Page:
- to help the group get to know each other (to "warm up" the room);
- to have the group learn where each other are literally and figuratively "coming from".
30 minutes (depending on size of group)
Have participants stand up and clear out any mess/chairs from the floor space. Physically place yourself in the center of the room and declare, "Where I am standing is" - and finish with the location of the training (Bangkok, Philadelphia, Accra, etc.). Explain that the ground in the room is something like a map of the world - you might have the group point out the directions (North/South/East/West).
Tell participants their task is to position themselves around the room based on where they are from. Don't guide participants too much, since part of the challenge is for the group to begin to turn to each other as resources. On the other hand, give enough instruction and direction so participants aren't left completely baffled, as they try to figure out where is the Congo, where is Australia, etc.
After participants have arranged themselves, go around the room and give everyone a chance to give their name and where they are coming from. As you walk around, help the group notice any large clumps or small clumps, great time to acknowledge differences existing in the room. Welcome in the diversity.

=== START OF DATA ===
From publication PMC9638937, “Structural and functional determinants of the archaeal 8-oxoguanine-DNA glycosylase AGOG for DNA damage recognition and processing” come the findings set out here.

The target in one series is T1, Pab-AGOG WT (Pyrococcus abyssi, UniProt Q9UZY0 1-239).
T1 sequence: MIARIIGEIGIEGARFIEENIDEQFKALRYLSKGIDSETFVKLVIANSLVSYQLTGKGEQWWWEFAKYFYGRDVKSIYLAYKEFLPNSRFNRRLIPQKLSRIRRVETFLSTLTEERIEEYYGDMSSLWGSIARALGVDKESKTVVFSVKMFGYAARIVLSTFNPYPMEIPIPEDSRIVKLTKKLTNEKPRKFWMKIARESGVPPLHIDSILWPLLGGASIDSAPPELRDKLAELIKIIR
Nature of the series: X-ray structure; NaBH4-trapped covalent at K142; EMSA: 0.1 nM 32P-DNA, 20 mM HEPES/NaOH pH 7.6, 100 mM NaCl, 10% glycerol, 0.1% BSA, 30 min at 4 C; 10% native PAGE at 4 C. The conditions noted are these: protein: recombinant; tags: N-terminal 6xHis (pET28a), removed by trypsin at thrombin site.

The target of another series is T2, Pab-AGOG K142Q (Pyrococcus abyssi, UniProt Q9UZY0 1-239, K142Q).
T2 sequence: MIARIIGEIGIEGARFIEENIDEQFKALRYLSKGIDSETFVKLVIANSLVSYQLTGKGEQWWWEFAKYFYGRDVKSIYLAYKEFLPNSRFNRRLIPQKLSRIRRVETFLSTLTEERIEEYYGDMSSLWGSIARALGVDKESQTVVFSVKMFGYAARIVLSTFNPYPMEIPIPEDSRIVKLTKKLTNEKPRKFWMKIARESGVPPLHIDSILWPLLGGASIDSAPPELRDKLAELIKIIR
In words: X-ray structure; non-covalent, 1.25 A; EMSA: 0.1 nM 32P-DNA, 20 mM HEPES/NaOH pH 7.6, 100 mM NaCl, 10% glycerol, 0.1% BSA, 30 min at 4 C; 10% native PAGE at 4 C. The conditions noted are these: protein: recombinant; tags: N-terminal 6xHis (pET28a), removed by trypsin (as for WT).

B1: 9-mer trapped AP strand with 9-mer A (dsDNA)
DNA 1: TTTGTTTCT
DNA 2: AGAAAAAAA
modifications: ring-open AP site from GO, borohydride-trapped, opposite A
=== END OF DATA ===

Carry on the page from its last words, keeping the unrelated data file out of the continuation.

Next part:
No debrief is needed on this tool, although you might want to give people a chance to notice any feeling level expression. I've used this tool as a kind of diversity speak-out. For example, I used it where a percentage of the group was Native peoples who have been forced all their lives to live under United States' labels ("South Dakota"... "Alaska"....etc). They passionately spoke about their experiences -- it gave them a chance to be seen and more fully understood -- and a chance for other participants to become more conscious of the margins of society.
Created by Daniel Hunter with Margaret Lechner and the Conflict Resolution Center in Richmond, Indiana.